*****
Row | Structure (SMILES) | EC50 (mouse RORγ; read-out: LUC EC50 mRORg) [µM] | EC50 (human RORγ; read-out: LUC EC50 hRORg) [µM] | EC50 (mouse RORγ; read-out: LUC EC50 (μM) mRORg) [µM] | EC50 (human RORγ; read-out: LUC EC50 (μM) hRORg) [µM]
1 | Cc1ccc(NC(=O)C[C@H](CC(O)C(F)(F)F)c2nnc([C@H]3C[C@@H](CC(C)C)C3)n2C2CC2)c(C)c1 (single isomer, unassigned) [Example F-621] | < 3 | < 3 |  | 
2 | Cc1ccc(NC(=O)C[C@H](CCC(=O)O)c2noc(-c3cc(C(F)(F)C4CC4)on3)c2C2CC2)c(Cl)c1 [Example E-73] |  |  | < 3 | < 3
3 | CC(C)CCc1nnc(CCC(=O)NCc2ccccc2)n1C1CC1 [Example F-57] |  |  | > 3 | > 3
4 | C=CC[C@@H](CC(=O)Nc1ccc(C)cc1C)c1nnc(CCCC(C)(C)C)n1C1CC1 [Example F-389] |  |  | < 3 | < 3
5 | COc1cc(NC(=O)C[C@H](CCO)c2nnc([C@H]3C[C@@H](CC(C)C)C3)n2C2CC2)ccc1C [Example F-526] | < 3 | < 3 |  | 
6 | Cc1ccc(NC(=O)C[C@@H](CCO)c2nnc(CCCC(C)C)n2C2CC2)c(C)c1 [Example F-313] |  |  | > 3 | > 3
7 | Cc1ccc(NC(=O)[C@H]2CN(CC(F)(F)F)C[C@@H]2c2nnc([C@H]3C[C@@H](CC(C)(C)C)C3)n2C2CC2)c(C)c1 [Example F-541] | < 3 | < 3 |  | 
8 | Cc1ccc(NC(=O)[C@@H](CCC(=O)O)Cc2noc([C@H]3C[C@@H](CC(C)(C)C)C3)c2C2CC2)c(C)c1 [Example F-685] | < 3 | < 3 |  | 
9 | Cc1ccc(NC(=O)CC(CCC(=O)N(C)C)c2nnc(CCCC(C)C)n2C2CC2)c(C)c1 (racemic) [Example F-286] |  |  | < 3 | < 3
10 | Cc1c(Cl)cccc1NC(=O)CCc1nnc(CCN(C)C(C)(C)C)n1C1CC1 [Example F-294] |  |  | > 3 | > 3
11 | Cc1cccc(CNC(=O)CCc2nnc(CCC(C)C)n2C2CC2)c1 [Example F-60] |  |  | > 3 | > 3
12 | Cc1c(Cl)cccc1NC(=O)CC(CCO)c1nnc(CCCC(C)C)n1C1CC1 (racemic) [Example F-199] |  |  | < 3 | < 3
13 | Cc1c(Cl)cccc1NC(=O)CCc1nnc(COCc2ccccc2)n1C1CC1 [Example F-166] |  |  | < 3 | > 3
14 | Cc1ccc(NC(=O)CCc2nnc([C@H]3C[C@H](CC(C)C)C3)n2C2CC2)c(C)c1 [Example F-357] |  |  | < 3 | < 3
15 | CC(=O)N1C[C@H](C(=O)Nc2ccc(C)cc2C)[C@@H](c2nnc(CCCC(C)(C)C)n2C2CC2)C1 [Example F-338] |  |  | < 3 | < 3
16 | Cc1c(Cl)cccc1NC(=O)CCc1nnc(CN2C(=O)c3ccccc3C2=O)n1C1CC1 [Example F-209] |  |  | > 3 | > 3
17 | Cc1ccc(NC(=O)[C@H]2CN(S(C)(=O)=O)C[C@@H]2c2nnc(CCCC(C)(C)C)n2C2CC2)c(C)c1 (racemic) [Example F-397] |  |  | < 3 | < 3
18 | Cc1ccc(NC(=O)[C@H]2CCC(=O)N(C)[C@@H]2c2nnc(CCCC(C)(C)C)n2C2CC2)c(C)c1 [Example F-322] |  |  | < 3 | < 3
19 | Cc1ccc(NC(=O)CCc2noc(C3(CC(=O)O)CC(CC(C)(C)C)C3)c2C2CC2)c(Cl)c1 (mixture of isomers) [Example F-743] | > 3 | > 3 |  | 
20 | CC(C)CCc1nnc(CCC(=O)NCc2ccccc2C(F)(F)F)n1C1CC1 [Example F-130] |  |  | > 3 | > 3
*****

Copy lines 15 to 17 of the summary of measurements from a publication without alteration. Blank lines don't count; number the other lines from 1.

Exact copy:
14 | Cc1ccc(NC(=O)CCc2nnc([C@H]3C[C@H](CC(C)C)C3)n2C2CC2)c(C)c1 [Example F-357] |  |  | < 3 | < 3
15 | CC(=O)N1C[C@H](C(=O)Nc2ccc(C)cc2C)[C@@H](c2nnc(CCCC(C)(C)C)n2C2CC2)C1 [Example F-338] |  |  | < 3 | < 3
16 | Cc1c(Cl)cccc1NC(=O)CCc1nnc(CN2C(=O)c3ccccc3C2=O)n1C1CC1 [Example F-209] |  |  | > 3 | > 3